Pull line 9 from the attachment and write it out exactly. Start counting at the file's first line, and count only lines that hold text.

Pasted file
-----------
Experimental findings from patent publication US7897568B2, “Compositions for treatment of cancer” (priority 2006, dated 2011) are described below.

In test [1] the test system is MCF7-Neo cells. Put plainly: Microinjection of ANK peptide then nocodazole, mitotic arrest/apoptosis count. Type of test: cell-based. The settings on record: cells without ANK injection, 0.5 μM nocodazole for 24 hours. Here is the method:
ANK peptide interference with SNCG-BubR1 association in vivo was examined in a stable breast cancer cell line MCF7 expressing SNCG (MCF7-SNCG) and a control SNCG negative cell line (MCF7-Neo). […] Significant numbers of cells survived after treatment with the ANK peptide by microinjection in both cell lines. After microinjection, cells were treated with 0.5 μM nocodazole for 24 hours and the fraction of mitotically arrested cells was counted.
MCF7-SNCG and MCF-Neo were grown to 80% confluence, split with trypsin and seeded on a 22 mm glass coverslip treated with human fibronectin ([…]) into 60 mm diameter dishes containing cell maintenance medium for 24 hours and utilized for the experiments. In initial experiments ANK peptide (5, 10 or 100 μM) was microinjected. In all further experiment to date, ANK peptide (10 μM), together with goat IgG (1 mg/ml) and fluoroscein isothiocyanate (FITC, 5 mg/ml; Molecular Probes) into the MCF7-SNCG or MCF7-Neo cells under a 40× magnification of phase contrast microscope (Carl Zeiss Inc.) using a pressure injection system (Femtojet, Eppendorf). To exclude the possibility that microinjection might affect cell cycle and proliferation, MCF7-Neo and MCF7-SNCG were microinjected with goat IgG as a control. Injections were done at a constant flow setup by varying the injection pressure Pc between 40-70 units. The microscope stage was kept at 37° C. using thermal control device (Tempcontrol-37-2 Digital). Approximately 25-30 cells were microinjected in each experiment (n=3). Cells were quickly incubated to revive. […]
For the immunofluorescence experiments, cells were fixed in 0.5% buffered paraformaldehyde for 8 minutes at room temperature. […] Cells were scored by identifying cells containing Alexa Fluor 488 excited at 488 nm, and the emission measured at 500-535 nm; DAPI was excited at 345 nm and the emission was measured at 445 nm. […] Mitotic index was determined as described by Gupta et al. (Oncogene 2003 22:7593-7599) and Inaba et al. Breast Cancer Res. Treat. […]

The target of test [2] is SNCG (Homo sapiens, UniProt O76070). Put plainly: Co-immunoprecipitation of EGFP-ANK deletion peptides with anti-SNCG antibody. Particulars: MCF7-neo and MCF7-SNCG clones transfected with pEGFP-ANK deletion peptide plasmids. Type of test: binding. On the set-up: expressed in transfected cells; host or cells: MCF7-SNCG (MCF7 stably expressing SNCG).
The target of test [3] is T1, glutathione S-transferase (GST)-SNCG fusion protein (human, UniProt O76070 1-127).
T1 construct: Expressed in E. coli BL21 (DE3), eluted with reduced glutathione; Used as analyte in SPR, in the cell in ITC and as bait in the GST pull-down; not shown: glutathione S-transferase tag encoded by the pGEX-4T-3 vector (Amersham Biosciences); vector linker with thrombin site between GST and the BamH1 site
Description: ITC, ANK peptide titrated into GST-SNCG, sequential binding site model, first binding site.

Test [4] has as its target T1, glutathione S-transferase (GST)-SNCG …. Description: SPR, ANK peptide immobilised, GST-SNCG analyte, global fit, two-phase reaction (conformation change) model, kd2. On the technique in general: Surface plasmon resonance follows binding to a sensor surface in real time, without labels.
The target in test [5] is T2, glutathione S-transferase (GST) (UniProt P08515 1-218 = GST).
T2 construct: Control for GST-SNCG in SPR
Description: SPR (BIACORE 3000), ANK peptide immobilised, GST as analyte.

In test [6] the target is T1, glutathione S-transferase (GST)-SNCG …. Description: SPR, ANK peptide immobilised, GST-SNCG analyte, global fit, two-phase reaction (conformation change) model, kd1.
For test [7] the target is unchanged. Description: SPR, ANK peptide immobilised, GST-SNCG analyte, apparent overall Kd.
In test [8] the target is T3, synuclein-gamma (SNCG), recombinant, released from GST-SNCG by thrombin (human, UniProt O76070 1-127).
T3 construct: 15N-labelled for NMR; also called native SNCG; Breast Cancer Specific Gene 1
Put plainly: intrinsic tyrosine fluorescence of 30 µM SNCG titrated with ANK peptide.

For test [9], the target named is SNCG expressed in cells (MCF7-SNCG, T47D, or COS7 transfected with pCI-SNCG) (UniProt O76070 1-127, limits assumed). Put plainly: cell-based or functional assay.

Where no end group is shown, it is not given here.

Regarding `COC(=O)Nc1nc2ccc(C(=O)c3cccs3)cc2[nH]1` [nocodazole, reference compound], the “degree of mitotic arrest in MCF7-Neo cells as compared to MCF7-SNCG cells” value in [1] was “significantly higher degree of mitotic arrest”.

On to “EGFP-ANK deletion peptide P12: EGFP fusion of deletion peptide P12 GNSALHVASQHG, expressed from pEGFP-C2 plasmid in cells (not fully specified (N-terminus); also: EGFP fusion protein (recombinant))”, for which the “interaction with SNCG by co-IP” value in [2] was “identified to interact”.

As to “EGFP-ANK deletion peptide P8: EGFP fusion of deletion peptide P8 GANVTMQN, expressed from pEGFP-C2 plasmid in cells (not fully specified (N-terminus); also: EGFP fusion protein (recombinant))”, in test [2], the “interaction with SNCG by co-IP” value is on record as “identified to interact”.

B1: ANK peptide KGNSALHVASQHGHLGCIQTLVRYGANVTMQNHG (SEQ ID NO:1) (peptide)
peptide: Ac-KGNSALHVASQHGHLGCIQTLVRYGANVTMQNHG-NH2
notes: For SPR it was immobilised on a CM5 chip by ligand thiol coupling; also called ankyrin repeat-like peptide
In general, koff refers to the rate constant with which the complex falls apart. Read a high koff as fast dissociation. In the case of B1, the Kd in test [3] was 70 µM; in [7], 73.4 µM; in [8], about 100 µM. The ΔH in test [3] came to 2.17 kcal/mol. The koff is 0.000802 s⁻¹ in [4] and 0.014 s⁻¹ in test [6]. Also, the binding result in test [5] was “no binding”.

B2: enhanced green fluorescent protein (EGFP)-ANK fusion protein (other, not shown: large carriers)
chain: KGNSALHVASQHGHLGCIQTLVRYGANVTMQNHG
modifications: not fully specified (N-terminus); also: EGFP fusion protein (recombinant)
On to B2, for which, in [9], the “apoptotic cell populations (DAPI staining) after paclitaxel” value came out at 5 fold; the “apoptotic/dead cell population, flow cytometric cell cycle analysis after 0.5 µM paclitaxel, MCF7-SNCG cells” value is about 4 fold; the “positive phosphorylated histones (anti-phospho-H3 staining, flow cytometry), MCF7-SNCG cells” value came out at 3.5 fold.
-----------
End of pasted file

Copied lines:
Description: ITC, ANK peptide titrated into GST-SNCG, sequential binding site model, first binding site.